Anise, a plant native to Greece and Egypt, has been used since the seventh century to address health ailments and may best be identifiable today for its licorice flavor. During biblical times, taxes could be paid in crops, anise was one of them. The Romans cultivated anise and greatly exploited (in a good way) its many health benefits. Today, many people use anise to support digestion, which is not much surprise since it is related to caraway, dill, and fennel- also often fingered as digestive support agents.
However, one advantage that anise has over its similar counterparts is that it’s much more powerful against and resistant to, harmful organisms. In lab and clinical trials, anise stands its ground when faced up against harmful organisms and it’s even more potent when combined with other, similarly beneficial herbs.
Anise Seed and Annoying Insects
Mosquitoes are known to carry diseases and present a very serious public health issue to many communities all over the world. Because of a laundry list of negative health effects associated with chemical pesticides, there is much focus and effort on developing effective pest control measures using natural compounds. Research has shown that anise seed oil is toxic to mosquito larvae and offers potential as an essential oil that may be effective at controlling vector-borne disease carrying agents.
The Plant Protection Department at Turkey’s Akdeniz University evaluated essential oils of several therapeutic herbs, including anise, eucalyptus, mint, and basil for efficacy against mosquitos. All the samples were deemed effective, although to different degrees, and anise was identified as the most effective.
Mosquitos aren’t the only flying pests anise seed has defeated. Sterling International, a company based in Washington, evaluated common essential oils against several species of wasps. Anise seed was one of several observed as effective and having potential as a natural, eco-friendly wasp control measure.
Anise Seed vs. Harmful Organisms, Candida, Yeast, and Fungus
With anise seed’s demonstrated efficacy against insects, it’s no surprise that the amount of research supporting the toxicity of anise seed to other harmful organisms is staggering and comes from all corners of the globe.
Research conducted at The University of Mississippi’s School of Pharmacy evaluated various plant extracts for their resistance to fungus and noted that anise seed was the best at inhibiting both fungal and microbial activity.
Croatia’s University of Zagreb conducted similar research and had similar conclusions. When anise extract was put to the test against seven strains of yeast and four strains of fungus, in vitro experiments showed anise to retard both fungus and yeast proliferation.
Additionally, Iraq’s University of Mosul also tested essential oils for activity against several harmful strains of bacteria, including staph, e. Coli, and salmonella. Essential oil of anise seed demonstrated the highest resistance to bacteria.
Supplementing With Anise Seed
Perhaps the best argument for anise seed came from the Immunology Research Institute and Clinic in Nagoya, Japan. For patients undergoing antibiotic or immune-system-suppressing therapies, chronic urinary infection of candida can be a constant problem. In 2010, the Institute conducted a study that involved 39 such patients and concluded that a natural, plant-based compound with demonstrated resistance to fungus could offer an effective approach.
Symptoms of a Yeast Infection
Yeast infections are not a problem that only affects women or the vagina. The fact is that yeast infections can affect many parts of the body of both men and women of all ages. Yeast infections can cause pain, swelling, and unpleasant discharge. When they infiltrate the mouth, they can make the mouth feel cottony and impair the sense of taste. When a yeast infection strikes the skin it can cause it to crack, swell, or bleed. Perhaps most surprising, according to new research, yeast infections may be related to IBD and neurological dysfunction.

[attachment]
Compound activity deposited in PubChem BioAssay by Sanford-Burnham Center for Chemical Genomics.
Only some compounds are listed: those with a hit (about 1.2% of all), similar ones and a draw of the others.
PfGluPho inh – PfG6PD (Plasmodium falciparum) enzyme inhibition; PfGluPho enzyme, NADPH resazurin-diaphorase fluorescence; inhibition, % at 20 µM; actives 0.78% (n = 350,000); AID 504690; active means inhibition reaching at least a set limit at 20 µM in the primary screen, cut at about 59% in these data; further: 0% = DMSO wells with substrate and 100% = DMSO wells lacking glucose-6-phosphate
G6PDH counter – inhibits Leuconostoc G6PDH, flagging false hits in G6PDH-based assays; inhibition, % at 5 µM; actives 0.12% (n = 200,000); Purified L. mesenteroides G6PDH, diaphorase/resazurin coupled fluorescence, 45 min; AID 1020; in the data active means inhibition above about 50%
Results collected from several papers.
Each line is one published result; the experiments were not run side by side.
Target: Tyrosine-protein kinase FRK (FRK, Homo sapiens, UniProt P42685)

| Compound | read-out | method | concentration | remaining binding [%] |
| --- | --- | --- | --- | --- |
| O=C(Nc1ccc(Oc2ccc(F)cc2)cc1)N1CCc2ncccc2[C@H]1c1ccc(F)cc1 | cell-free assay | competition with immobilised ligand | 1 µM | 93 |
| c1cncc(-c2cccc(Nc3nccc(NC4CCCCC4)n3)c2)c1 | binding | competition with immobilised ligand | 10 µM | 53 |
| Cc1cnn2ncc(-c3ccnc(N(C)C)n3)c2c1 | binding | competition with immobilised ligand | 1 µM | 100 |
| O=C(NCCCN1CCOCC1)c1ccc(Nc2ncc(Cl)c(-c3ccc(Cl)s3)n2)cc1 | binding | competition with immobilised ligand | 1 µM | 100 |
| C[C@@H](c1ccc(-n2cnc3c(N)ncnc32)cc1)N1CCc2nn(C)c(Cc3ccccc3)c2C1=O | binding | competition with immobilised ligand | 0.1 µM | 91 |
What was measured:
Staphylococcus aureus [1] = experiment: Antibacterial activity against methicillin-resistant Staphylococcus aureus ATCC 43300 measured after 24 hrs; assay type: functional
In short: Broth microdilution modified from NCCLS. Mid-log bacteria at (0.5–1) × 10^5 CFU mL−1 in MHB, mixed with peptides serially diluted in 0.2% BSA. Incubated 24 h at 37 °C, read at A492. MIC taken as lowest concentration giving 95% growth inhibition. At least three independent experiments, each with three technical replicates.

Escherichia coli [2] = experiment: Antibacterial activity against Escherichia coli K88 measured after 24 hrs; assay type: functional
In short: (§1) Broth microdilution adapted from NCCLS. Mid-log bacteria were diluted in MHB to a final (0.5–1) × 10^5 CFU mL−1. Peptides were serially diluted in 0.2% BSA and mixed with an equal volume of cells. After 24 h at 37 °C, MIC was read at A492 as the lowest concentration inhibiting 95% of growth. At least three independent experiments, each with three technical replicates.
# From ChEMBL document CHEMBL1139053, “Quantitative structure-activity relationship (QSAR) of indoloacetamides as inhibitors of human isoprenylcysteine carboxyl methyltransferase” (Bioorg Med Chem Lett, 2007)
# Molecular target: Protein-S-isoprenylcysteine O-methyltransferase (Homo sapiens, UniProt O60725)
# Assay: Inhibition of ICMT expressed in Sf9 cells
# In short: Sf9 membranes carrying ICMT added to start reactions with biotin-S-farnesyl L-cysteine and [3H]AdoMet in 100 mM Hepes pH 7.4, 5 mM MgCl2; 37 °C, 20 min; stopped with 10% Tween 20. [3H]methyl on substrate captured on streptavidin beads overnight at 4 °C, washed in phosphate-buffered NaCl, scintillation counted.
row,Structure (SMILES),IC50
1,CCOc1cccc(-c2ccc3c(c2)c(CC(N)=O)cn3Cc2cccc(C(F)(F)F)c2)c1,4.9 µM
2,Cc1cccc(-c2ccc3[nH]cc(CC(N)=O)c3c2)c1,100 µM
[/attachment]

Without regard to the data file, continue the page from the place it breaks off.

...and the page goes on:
What Cause a Yeast Infection?
The most common sources of yeast infections are from a yeast called Candida, particularly Candida albicans. Candida krusei, Candida glabrata, and Candida parapsilosis are also high on the list. Candida is a fungal yeast that occurs naturally on the body. It’s present on everybody’s body, which is normal. However, Candida must be adequately balanced. If a Candida imbalance occurs, then dark, moist areas — especially the mouth and any region in which skin folds — may be subject to an overgrowth as a result of a systemic imbalance or inadequate cleanliness.
An even more serious problem, known as invasive Candidiasis, may occur when the fungus enters the bloodstream. this type of infection can quickly become a serious problem. Additionally, some people may be at higher risk for yeast infections. For instance, persons with psoriasis and eczema as likely to suffer from oral Candida infections.
Identifying a Yeast Infection
It’s important to identify a yeast infection early. Remember a yeast overgrowth literally means that yeast is reproducing on your body. The longer you wait the higher the count may be! Ignoring the problem can cause a simple overgrowth to become a serious issue. A yeast infection is like a noisy houseguest — it typically lets its presence be known. Experiencing any of the following? You may have a yeast infection…
The creamy, cottage cheese-like discharge common with yeast infections comes from lesions. In the mouth, they can occur on the tongue, tonsils, roof of the mouth or inner cheeks. The tongue may appear white. On the skin, lesions appear as small blisters around the infected area. The discharge from lesions of a vaginal yeast infection can be watery and white to thick and chunky.
On the skin, a yeast infection presents as reddish or purplish spots, similar to eczema or psoriasis. The vulva of an infected woman may be more red than normal and be much more sensitive.
Frequent, and potentially painful irritation naturally occurs as a result of infected skin and tissue of the vagina, vulva, or even penis (primarily in uncircumcised men). This can create a burning sensation and the urge to itch. Avoid scratching as it will only make the infection worse. Ozonated olive oil may provide cooling relief.
4. Cracking Skin
The skin around the mouth, or localized around the dermal infection may crack and bleed. While this indication means that the body is fighting the yeast infection, cracking and bleeding creates a location for further infection. Keep it clean and use a soothing balm that encourages wound healing.